The owner of “Press” – Heigenin promises to Frank information support in the formation of public opinion in favor of the North-Chicago company. The son of General McDonald, the owner of the “Inquarium” – Truman Leslie wants for this stake in the amount of fifty thousand dollars.
Frank falls in love with Stephanie Plateau – a Jew by father, an American by mother. A young actress sees in him “a great artist in the field of finance.” To meet with the new lover Cowperwood removes the apartment, and he plunges into the struggle for the city tunnels. Bribed by financial opponents, the papers criticize his project, but McCentley, with his personal presence at a council meeting, helps Frank acquire for a song one of the tunnels and permission to build a railway loop.
While the Northern railway line is being updated, Cowperwood is picking up the Western company, which, like its predecessor, is pouring into Frank’s Chicago-based urban passenger service. The Chicago credit society, which he created with Addison, is also thriving. The people begin to respect Cowperwood. Newspapers are afraid to enter into an open confrontation with him.
Stephanie becomes Frank’s mistress, not a virgin, and in relationships with him she also does not try to remain faithful, twisting novels with two old and one new fan – the young poet Forbes Gurney. Over time, Cowperwood begins to oppress that he is not able to understand his passion. One of Frank’s employees, a former Incaayerer reporter, Francis Kennedy, is spying on Stephanie and Forbes, meeting at Lane Cross’s studio. He gives lovers to Cowperwood. Finding Stephanie in the act, Frank throws it.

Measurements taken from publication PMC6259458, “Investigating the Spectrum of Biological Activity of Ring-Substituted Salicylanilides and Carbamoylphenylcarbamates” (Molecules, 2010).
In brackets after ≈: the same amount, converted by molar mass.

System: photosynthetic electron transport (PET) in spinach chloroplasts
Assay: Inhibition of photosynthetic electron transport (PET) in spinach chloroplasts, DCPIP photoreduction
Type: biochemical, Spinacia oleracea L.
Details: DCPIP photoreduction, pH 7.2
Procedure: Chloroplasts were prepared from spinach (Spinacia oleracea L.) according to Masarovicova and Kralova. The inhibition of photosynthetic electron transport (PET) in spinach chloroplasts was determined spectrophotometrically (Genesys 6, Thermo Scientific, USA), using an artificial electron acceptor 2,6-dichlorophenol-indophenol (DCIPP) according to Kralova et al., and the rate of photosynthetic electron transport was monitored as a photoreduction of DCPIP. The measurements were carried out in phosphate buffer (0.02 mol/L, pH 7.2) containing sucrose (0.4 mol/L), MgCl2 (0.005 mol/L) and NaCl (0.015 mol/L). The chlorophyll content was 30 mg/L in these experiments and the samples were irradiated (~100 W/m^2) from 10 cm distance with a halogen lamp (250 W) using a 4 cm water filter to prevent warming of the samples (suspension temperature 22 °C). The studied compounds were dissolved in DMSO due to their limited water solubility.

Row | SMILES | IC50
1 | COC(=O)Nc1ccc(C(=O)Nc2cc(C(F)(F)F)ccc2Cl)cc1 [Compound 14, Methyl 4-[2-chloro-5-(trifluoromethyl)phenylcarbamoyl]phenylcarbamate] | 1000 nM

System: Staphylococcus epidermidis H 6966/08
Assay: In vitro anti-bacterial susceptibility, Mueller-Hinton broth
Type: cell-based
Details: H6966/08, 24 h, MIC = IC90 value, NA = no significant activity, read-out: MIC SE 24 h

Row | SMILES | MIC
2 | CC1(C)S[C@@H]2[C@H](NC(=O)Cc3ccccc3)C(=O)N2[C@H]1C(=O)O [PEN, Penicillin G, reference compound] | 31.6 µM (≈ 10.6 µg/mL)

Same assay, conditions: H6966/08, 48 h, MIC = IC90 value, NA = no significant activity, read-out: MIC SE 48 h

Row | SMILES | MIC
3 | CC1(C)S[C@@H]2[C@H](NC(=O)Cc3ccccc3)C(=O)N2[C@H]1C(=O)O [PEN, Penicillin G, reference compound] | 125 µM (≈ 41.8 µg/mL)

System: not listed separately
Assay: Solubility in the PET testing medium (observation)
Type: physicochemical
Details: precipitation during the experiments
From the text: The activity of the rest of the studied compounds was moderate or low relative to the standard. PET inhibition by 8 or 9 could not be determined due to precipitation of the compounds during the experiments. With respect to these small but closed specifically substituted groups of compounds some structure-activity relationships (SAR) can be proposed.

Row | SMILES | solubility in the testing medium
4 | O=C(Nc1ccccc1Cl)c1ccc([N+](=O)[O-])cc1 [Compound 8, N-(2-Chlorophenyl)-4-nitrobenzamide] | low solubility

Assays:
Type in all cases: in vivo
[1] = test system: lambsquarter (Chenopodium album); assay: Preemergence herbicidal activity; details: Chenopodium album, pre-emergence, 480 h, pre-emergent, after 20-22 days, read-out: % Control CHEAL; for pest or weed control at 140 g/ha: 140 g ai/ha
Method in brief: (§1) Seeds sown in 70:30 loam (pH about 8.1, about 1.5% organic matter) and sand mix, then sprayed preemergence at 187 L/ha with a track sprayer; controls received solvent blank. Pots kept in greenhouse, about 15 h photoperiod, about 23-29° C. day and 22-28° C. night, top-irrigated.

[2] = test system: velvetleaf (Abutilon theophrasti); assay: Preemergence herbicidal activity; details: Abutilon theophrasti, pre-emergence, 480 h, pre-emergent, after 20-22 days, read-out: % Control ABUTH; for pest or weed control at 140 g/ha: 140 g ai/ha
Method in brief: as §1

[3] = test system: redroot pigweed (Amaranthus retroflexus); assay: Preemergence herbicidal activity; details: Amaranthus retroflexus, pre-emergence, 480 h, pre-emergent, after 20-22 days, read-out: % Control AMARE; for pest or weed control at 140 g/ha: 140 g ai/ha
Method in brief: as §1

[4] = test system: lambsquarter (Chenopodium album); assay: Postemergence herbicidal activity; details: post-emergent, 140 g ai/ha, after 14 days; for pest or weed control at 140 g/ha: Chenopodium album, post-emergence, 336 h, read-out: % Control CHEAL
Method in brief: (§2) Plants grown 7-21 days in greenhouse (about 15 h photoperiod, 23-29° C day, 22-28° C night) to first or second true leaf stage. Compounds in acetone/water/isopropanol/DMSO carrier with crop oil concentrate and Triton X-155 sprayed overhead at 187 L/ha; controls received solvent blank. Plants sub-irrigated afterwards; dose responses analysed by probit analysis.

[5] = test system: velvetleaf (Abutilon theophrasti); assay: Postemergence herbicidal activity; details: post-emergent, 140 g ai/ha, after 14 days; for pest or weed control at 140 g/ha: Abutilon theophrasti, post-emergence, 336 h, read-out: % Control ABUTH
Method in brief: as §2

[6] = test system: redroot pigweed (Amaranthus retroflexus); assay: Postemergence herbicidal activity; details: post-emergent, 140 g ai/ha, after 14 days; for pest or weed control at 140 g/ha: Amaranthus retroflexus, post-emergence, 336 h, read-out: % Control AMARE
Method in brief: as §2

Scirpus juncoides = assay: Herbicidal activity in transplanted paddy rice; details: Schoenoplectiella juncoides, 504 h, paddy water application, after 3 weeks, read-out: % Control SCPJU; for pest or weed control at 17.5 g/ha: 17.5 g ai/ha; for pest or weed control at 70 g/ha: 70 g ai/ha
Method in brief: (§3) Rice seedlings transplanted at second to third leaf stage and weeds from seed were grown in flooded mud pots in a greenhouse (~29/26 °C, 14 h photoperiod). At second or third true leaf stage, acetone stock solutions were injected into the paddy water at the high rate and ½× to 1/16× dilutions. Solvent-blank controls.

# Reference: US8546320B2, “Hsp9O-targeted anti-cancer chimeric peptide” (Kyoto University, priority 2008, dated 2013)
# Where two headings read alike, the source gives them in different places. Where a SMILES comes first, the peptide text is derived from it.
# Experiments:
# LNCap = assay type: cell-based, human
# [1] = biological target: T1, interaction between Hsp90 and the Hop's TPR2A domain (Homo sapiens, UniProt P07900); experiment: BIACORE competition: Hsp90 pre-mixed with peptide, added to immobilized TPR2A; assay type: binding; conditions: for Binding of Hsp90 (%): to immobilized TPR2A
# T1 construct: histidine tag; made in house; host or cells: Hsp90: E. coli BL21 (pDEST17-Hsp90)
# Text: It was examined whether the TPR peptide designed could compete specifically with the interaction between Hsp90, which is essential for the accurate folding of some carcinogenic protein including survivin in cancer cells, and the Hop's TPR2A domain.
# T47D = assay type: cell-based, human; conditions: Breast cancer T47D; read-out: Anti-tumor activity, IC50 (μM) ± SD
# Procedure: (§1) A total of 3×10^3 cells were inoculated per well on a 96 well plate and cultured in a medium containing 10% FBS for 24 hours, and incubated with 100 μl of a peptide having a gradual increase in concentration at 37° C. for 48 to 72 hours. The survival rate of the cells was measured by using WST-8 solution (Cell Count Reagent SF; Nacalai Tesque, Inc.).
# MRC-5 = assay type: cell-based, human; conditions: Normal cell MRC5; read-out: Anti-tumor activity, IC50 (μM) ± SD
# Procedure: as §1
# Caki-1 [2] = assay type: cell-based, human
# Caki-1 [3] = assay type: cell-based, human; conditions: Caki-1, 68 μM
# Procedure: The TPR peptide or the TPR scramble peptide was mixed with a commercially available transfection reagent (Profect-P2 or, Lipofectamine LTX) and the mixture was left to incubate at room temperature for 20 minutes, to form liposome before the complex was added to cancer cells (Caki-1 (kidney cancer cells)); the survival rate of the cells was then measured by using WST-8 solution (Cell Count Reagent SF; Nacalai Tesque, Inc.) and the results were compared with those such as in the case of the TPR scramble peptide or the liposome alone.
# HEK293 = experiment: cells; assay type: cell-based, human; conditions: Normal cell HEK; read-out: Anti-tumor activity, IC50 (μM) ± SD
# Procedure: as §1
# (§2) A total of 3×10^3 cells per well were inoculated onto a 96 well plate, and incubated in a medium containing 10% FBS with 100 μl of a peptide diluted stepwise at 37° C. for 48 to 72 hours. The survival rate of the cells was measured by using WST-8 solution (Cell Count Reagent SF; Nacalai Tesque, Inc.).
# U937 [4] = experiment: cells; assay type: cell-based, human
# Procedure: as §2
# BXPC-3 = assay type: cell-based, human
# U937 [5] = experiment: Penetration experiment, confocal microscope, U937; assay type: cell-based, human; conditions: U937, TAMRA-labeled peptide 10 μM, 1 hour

Eileen hears Frank’s adventures in society and among servants. She again quarrels and makes peace with...her husband. Cowperwood understands that sooner or later the wife will not be able to bear his indifference and leave him.
Frank paves the third tunnel and fights the new Chicago transport company and the one headed by James Fernievale Walsen, who decided to compete with Cowperwood through electric traction.
Heigenin learns of an affair between his daughter – Cecily and Frank and breaks off the latter with all sorts of business relations. The same thing does the big banker Hosmer Hand, learning about the love affair between Cowperwood and his wife Caroline.
Taylor Lord and Kent McKiben introduce Eileen into the circle of Chicago Bohemia, where she meets the son of a large manufacturer – Polkom Lindom. He invites the company to the casino, where, wanting to throw dust into the eyes of Mrs. Cowperwood, he loses several thousand dollars.
Addison resigns as president of Lake City Nation and seven months later becomes director of the Chicago Credit Society. Shrayhart, Hand and Arnil unite against Cowperwood. They collude with the Republican politician Patrick Gilgen, who pulls the first and second electoral districts – Mike Tirnen and Patrick Carigen – to the side of his party.
A week after Eileen becomes Polka Linda’s mistress, she confesses this to Frank.
In the municipal elections on November 6, the Democrats lose to the Republicans. Cowperwood lures Gilgen to his side. The latter bribes eleven aldermen for the financier. New Mayor of Chicago – the Honorable Chafee Zeyer Slass – a big lover of white gorgeous blondes Frank “piles” Claudia Karlstadt.
Colonel Nathaniel Jylis from Louisville introduces Cowperwood to the hostess of the visiting house – the ruined socialite Nanny Hadden, the current Mrs. Carter. Her daughter, Berenice Fleming, an aristocrat to the core, is very interested in Frank. For rapprochement with the girl, he begins to help her mother. Two years later, in Pocono, looking at the seventeen-year-old Berenice, the fifty-two-year-old man for the first time thinks about his age,